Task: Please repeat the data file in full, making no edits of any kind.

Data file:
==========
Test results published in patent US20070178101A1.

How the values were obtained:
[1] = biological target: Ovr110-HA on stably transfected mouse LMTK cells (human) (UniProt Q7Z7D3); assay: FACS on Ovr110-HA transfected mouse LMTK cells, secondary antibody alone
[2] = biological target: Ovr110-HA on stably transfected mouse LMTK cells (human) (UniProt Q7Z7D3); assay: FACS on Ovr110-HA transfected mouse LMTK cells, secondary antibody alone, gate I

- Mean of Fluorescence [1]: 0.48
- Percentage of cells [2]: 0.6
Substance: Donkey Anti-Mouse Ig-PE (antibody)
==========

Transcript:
Test results published in patent US20070178101A1.

How the values were obtained:
[1] = biological target: Ovr110-HA on stably transfected mouse LMTK cells (human) (UniProt Q7Z7D3); assay: FACS on Ovr110-HA transfected mouse LMTK cells, secondary antibody alone
[2] = biological target: Ovr110-HA on stably transfected mouse LMTK cells (human) (UniProt Q7Z7D3); assay: FACS on Ovr110-HA transfected mouse LMTK cells, secondary antibody alone, gate I

- Mean of Fluorescence [1]: 0.48
- Percentage of cells [2]: 0.6
Substance: Donkey Anti-Mouse Ig-PE (antibody)